The UK’s manufacturing PMI showed a deeper pullback than the preliminary estimate, but at 63.9, it can hardly be considered weak.  Initially, it was estimated to be 64.2, down from 65.6 in May.  Separately, the EU granted the UK a three-month longer grace period for checking chilled meat shipments to Northern Ireland until the end of September.  While the extension may ease the immediate strain, the problem is unlikely to be resolved.  The border check between Northern Ireland and the rest of Britain, the arrangement that the UK insisted on, is untenable from a political and economic vantage point.   

Sweden’s Riksbank stood pat but failed to change its projected path of policy rates, which remained flat through Q3 2024.  It boosted its growth forecast and now sees the economy expanding 4.2% this year.  In April, it had projected 3.7% growth. Inflation is expected to average 1.2% this year and rise toward 1.7% in 2024. It maintained the pace of bond buying and anticipates buying almost SEK69 bln in Q4 to exhaust the SEK700 bln envelop by the end of the year.  The Riksbank stance offers a stark contrast with Norway, where the Norges Bank has indicated it will hike rates as early as September.  Separately, Sweden continues to struggle to find a governing coalition from the existing parliament following the recent collapse of the government.  

The euro made a marginal new two-month low slightly below $1.1840 today.  It has stabilized in the European morning.  A move above $1.1860-$1.1880 would help the technical tone, but a move back above $1.19 may be needed to suggest a low is in place.  There is an option for 2 bln euros at $1.1850 that expires tomorrow.  Sterling is heavier and has not stabilized, making new lows in late morning turnover in London.  It has been sold to almost $1.3770, its lowest level in mid-April.  The intraday momentum studies are over-extended, and a better tone may emerge in North American dealings.  The $1.3800 area offers the initial cap now, and a move above $1.3840 would help the tone.  


The focus is on the US labor market ahead of tomorrow’s June national figures.  Yesterday’s ADP estimate of 692k private-sector jobs growth beat expectations but was marred by an almost 100k downward revision in the May estimate (886k vs. 978k).  Today sees the Challenger Job cuts and the weekly initial jobless claims.  Even if the weekly jobless slip to 388k from 411k as the median forecast in Bloomberg’s survey had it, it would keep the four-week moving average unchanged after falling last week for the first time since April.  Separately, the final manufacturing PMI and ISM manufacturing survey will be released.  Rather than the headline, the market may be more sensitive to the prices paid sub-index, which may have fallen for the second consecutive month.  US auto sales will trickle in over the course of the session.  Projections have gradually eroded and now, according to Bloomberg’s survey, have fallen to a 16.5 mln seasonally adjusted annual pace, down from almost 17 mln in May, which itself less than the lofty 18.5 mln rate seen in April.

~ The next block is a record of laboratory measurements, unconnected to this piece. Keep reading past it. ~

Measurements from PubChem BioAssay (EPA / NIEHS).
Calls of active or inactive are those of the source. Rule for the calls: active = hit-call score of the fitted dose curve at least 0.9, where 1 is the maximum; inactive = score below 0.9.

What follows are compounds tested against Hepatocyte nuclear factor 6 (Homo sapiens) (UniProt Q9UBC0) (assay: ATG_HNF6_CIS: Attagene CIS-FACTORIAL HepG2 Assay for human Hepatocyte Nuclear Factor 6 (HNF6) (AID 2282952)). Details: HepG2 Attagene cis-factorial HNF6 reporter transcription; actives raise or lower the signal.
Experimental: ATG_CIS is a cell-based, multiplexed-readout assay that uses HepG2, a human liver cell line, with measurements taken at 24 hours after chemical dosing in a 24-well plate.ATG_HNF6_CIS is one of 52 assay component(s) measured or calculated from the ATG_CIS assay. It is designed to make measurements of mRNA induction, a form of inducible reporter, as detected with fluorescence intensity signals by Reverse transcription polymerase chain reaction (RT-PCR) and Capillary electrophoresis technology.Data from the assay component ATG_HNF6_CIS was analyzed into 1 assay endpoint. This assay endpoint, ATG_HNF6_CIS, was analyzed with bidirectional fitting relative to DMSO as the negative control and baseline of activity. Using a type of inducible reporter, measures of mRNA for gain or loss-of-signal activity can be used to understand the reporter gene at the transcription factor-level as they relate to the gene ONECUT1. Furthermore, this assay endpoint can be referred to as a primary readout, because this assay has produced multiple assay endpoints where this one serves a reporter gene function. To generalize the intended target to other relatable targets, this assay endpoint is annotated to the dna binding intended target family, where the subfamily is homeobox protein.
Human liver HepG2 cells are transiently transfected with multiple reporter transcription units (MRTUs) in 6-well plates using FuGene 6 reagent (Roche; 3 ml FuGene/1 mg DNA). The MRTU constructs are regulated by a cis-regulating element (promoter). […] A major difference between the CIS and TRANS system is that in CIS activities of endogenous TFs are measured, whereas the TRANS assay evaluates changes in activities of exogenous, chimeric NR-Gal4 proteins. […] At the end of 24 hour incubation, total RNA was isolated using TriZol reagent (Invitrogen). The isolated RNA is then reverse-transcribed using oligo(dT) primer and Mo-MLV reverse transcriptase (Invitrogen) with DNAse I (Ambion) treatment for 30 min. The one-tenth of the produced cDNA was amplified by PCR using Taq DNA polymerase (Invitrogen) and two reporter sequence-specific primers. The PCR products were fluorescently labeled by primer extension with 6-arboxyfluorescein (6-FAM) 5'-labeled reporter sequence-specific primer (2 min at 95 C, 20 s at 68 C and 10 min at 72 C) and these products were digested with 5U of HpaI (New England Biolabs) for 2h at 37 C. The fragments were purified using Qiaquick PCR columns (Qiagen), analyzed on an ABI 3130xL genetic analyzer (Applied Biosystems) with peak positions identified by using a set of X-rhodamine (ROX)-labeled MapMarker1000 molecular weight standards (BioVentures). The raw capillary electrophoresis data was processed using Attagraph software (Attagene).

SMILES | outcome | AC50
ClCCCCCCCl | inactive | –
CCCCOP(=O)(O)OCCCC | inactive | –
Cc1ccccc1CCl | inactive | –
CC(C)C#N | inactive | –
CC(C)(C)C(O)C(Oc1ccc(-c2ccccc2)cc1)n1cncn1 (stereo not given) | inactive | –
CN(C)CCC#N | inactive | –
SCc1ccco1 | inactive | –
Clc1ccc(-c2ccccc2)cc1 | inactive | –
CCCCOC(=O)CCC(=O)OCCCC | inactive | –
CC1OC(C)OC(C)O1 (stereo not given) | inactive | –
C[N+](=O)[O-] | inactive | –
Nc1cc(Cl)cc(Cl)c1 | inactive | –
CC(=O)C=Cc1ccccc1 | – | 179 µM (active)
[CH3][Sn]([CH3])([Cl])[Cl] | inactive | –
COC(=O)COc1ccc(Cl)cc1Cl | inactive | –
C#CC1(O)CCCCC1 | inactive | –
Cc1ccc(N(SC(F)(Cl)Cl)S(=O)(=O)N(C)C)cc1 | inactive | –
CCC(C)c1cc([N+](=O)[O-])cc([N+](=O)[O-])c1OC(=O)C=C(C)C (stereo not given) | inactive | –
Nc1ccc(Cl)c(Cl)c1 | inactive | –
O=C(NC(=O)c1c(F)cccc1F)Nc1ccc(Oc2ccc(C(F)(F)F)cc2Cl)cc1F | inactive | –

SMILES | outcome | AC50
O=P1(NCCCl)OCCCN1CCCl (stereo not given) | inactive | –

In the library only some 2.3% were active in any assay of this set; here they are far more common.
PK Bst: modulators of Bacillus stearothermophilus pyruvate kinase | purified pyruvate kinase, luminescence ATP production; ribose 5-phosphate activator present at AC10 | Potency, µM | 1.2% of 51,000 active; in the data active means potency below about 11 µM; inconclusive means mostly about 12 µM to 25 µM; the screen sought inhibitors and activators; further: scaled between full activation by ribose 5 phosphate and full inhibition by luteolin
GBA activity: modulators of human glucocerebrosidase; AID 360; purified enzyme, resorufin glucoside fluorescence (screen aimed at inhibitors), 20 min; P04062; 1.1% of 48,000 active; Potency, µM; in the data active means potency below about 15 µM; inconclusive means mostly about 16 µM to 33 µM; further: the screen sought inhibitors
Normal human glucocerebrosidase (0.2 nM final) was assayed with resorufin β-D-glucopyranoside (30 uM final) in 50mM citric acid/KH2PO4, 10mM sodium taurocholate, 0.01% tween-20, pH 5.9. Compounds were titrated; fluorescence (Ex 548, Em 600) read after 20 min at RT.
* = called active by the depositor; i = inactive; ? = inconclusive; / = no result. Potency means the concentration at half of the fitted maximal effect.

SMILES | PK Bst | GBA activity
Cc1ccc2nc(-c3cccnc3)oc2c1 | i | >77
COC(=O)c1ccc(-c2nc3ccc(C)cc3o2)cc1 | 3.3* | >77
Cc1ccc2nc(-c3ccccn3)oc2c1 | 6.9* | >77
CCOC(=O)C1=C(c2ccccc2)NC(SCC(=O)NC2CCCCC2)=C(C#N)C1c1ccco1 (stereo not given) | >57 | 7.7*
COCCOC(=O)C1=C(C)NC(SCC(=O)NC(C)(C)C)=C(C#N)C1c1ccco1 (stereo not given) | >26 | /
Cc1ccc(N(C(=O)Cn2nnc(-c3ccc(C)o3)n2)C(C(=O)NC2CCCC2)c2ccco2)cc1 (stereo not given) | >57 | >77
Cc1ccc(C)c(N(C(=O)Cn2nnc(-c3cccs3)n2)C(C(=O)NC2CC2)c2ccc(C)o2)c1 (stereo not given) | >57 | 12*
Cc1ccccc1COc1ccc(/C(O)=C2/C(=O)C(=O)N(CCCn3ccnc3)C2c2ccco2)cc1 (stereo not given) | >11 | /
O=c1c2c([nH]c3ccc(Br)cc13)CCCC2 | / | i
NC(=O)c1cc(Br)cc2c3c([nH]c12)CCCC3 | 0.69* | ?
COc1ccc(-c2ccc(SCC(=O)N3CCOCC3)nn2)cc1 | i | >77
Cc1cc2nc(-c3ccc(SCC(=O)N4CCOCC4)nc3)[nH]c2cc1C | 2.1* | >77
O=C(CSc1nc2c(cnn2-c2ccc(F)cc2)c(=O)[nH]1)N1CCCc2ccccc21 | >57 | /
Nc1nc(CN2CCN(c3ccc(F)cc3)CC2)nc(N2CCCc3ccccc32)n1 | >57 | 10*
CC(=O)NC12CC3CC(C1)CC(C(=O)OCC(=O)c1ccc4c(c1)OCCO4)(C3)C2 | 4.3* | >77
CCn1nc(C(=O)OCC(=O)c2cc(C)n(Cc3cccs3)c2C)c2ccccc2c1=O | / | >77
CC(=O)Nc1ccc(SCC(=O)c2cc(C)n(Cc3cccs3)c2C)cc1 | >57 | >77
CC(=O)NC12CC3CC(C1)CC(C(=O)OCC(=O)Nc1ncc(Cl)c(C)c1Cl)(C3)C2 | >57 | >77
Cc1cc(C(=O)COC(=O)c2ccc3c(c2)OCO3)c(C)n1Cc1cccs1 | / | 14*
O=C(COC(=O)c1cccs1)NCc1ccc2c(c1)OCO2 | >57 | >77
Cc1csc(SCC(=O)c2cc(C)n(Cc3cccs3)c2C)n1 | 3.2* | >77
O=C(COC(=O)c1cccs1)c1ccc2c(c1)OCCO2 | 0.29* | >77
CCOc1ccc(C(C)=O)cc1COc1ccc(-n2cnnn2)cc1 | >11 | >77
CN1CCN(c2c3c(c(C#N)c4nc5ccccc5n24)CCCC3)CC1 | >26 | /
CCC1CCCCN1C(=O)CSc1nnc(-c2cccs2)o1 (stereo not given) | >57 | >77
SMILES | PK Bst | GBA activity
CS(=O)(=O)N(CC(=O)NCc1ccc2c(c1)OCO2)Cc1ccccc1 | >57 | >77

Canada’s economic diary is light today, ahead of tomorrow’s May trade figures and the manufacturing PMI.  Yesterday, Canada reported a smaller than expected contraction in April (-0.3% vs. -0.8% projected), and March’s GDP was revised higher to 1.3% from 1.1%.  Canada reports its June employment data on July 9, a few days ahead of the next central bank meeting.  

Mexico reports May worker remittances.  The importance of these may not be fully appreciated.  They are a more important source of hard currency (dollars) than the trade surplus.  Through April, they have averaged almost $3.7 bln a month.  In 2020, the average was nearly $3.4 bln, and in 2019 they averaged a little more than $3 bln.  Through May, the trade surplus averaged $66.5 mln a month.  The surplus averaged $2.8 bln a month in 2020 and a little less than $500 mln a month in 2019.  Mexico will also report the Markit manufacturing PMI and the IMEF surveys for manufacturing and non-manufacturing sectors.  Brazil sees the manufacturing PMI and June trade figures.  Brazil’s trade surplus has averaged $5.4 bln a month through May.  The monthly average was $4.2 bln last year and $2.9 bln in 2019.  

The US dollar continues to hover around CAD1.24. A two-month high was set on June 21 near CAD1.2490.  A downtrend line connecting the January, April, and June highs are found today around CAD1.2465.  There is an option for $320 mln at CAD1.2475 that expires today. Support may be found in the CAD1.2330-CAD1.2350 area.  The dollar broke out of the consolidative triangle pattern yesterday to the upside and is edging a bit higher today to approach MXN20.00.  A move above MXN20.02 can see MXN20.10.  Stronger resistance may be encountered in the MXN20.20-MXN20.22 area.  The greenback pushed above BRL5.0 yesterday for the first time since June 22 but settled below, as Brazil remains one of the favorites of bond fund managers.  The real rose 5% last month, the largest advance of major and emerging market currencies.  It was off about 0.4% for the year through May and is now the top performer year-to-date.